Under these circumstances, upon the theory of the prosecution, he determined to possess himself of all Cook's late winnings, of the horse Polestar, and whatever other property Cook might have; and by these means, if possible, to retrieve his condition, and for this purpose he compassed his death. It was urged by the defence, that Cook was his most intimate friend, that there had been previous transactions between them, that to save him from bankruptcy Cook was willing to furnish, and was actually lending him his recent gains, and that to no one was the death of Cook so great a misfortune as to Palmer, whose ruin became thereby inevitable. It is not material for us to discuss which of these theories was the most clearly supported by the evidence. It was shown that Palmer, during the week succeeding the races, while Cook was ill at Rugely, received some portion of the money that Cook had won, and applied it to the payment of his own debts; that he either fraudulently, or with Cook's consent, endeavored to obtain possession of other sums, and either procured or forged Cook's signature to an instrument acknowledging a large indebtedness to Palmer.

Passing from this to the other points of the case, it appears, that on the 5th of November Cook left London for Rugely, the town in which Palmer lived; that he was then in excellent health, though he had been suffering from sores in the throat, the result of previous dissipation, which, however, were rapidly disappearing; and that at midnight on Tuesday, November 20, he died in great agony, after a very short and sudden illness. A coroner's inquest was held, and the jury returned a verdict of wilful murder against William Palmer. The excitement in Staffordshire, in which county Rugely is situated, was so great, and the prejudice against Palmer so intense, that, on the suggestion of Lord Campbell, a special act of parliament was passed, allowing the prisoner the benefit of trial at the Metropolitan Court of the Old Bailey, in London, and providing that the expenses of the trial should be kept as a separate account by the proper officer ; that this account should be transmitted to the authorities of Staffordshire ; that all objections to any of its items should be made by them in twenty-four hours after receiving it; and that it should be paid by the county of Staffordshire. And at a later day the government directed the attorney-general, Sir Alexander Cockburn, to take charge of the prosecution, instead of leaving its management to counsel, to be employed by the private prosecutor, as is usual in England. By the courtesy of the attorney-general, the counsel for the defence were fully informed beforehand of all the evidence for the prosecution, and on the 7th of May, after all this preparation, the trial came on in London before three judges, Lord Campbell, Baron Alderson, and Mr. Justice Cresswell. The leading counsel for Palmer was Mr. Shee, a barrister of considerable professional reputation, who evinced great ingenuity and boldness in his conduct of the cause, and whose argument for the defence, occupying eight hours in delivery, was extremely forcible and able. It is said that the prisoner's brief was offered to Sir Fitzroy Kelly, and that he demanded the enormous sum of 1000 guineas retainer, besides a very large fee for each day that the trial should continue, thus putting an effective prohibitory tariff upon his employment. The trial occupied twelve days, an unprecedented length of time for a criminal case in England. As the Old Bailey contains no accommodations for jurymen, the jury were kept at the London Coffee House, and were taken to the Temple Garden for a daily walk, attended service on Sunday at the Newgate Chapel, and were conveyed for a short excursion to the country. In the course of the trial, one of them made a pathetic appeal to Lord Campbell, for permission to go under the charge of an officer tɔ visit his wife, who had been confined during his absence. This request, his lordship, hearing that the lady was doing very well, thought might furnish a bad precedent, if acceded to, and so refused.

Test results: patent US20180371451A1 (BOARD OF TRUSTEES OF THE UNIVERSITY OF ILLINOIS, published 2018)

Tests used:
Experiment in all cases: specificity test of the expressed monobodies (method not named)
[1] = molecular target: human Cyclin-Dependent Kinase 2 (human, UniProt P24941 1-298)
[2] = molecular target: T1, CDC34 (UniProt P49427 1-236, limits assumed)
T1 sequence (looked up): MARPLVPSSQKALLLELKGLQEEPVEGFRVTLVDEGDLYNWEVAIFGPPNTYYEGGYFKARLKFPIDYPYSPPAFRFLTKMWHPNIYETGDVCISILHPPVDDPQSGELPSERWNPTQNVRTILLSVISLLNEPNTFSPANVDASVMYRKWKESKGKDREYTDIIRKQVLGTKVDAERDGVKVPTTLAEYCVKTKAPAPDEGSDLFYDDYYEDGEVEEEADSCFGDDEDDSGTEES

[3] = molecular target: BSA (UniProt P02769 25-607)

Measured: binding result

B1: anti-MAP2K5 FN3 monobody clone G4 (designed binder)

Before proceeding to a statement of the evidence in the case, a brief description of the prison and the court, and the general appearance and conduct of the trial, may not be uninteresting.

The prison in which Palmer was confined was the Old Newgate prison, from which a private passage leads through the burial-ground where the bones of executed felons repose, and finally opens directly into the dock of the court-room; and through this Palmer was daily conducted. Both the bench and the bar wear wigs and gowns, as well as the sheriff's and the governor of the prison. These gowns vary in color and style, those of the judges are of blue cloth with broad pink cuffs, and a sort of red hood at the back. At the opening of the trial the judges all appear with bouquets, and the prisoner's bouquet, composed of rue, is strewn before him. The prisoner stands during the whole trial. The counsel for the crown open their case and intro